SATURDAY, JANUARY 19: A sacred relic of legend and national pride is paraded through streets in sunny Ethiopia today, on the African Epiphany known as Timkat. An entourage of events accompany this celebration of the Baptism of Jesus: priests, shimmering in gold trim and velvet robes while donning exquisite umbrellas, gently carry a wrapped Tabot (model of the Ark of the Covenant) on their heads, while crowds follow along with song a dance to a nearby river. (Check out a photo slideshow from last year’s Timkat, courtesy of Huffington Post.)
Once at the river, priests retreat to a tent where they pray through the night. Laypeople, huddled in a crowd, sleep as close to the ceremonial tent as possible. In the morning’s dark hours, priests emerge from the tent to perform the Divine Liturgy; the body of water is then blessed and sprinkled on the attending devotees. (Wikipedia has details.)
By late morning, festivities have slowed at the water and large crowds accompany the priests back to their respective churches. Streets resound with music, stomping footsteps and the beating of children’s sticks, as entire villages come out to join the parade. Once the Tabots are safely returned to their home congregations, the faithful head home for a Timkat feast. (The BBC captured the series of events in photos.)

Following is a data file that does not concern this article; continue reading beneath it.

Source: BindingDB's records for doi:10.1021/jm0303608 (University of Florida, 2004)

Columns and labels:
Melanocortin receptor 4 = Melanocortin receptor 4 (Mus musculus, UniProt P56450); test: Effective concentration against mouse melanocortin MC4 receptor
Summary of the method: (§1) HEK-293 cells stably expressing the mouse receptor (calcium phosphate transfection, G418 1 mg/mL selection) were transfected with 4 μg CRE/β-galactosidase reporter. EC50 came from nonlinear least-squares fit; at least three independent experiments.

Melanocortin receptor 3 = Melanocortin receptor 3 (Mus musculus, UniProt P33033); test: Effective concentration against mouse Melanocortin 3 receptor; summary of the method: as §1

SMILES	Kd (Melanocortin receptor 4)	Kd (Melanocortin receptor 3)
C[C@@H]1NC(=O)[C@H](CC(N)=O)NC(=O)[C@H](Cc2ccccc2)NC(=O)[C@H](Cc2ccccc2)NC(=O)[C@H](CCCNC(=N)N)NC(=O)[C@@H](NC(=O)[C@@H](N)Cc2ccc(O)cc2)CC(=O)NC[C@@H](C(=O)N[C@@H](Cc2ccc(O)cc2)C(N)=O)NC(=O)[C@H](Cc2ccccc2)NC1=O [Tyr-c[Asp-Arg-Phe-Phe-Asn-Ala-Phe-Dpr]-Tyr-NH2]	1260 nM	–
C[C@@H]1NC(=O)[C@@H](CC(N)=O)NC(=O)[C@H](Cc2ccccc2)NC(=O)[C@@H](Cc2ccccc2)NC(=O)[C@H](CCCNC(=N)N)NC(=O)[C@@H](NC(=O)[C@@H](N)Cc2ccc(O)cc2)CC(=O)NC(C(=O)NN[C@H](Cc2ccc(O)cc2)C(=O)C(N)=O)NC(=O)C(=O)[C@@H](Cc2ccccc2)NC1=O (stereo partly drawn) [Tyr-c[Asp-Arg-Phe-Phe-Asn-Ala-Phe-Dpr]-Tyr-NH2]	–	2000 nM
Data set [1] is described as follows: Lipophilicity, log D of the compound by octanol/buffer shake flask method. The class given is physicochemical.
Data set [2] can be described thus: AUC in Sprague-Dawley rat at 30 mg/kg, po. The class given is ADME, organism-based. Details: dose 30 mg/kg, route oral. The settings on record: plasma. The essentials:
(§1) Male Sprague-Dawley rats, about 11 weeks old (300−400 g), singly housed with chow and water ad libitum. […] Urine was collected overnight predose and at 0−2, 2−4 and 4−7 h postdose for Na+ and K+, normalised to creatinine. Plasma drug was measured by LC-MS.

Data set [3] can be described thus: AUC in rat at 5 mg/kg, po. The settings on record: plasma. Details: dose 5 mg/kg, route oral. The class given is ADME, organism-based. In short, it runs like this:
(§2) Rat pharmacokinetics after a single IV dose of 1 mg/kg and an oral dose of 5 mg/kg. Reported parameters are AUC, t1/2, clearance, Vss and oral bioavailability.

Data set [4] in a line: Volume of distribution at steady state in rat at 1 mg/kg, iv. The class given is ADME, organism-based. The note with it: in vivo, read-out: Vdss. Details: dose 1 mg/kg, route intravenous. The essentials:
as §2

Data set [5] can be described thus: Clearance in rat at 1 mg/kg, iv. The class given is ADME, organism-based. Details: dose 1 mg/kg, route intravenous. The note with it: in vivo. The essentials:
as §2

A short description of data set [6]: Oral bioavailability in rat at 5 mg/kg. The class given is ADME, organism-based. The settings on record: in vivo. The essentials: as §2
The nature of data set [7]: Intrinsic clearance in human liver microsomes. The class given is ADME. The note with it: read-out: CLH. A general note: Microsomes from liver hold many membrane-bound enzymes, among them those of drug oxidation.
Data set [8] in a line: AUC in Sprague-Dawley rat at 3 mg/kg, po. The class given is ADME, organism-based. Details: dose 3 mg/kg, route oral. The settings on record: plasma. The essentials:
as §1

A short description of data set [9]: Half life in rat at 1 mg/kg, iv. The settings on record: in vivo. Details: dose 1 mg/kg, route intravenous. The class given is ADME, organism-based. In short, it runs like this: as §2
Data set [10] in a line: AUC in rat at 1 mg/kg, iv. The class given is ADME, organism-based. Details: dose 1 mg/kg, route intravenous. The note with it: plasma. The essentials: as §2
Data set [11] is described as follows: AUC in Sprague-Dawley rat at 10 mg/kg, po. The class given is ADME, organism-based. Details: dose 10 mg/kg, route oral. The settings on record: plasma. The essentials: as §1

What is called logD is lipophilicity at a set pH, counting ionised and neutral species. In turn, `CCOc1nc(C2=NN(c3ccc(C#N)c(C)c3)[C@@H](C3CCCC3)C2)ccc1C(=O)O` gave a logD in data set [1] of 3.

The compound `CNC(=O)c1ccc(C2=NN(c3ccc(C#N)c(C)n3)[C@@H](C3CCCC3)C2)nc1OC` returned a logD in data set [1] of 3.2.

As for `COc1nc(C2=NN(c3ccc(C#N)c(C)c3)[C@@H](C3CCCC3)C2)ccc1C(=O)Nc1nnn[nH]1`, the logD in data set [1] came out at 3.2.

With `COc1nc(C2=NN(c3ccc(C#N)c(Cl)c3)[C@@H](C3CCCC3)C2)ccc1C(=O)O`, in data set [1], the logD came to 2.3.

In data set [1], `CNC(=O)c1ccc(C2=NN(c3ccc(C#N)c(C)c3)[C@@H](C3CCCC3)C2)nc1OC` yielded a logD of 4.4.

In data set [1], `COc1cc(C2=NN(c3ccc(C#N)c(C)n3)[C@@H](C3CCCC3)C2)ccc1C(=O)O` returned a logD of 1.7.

Ethiopians have extra reason to celebrate this year, as they mark both the 50th birthday of the African Union and the movement of their Prime Minister to the position of chairman in the African Union. (Read more in this news article.) During this golden jubilee year, all members turn to the rolling landscapes of Ethiopia—the very same place, ironically, where the AU was created five decades ago. Through May 25, Ethiopians will hold celebrations for the AU’s 50th birthday. Officials report that participants will also mark milestones in African liberation, progress and advancements in peace and security.
Why is the Ark of the Covenant so important to Ethiopia? A traditional line of Christian stories tells that the true Ark rests in a shrine at Axum, in northern Ethiopia.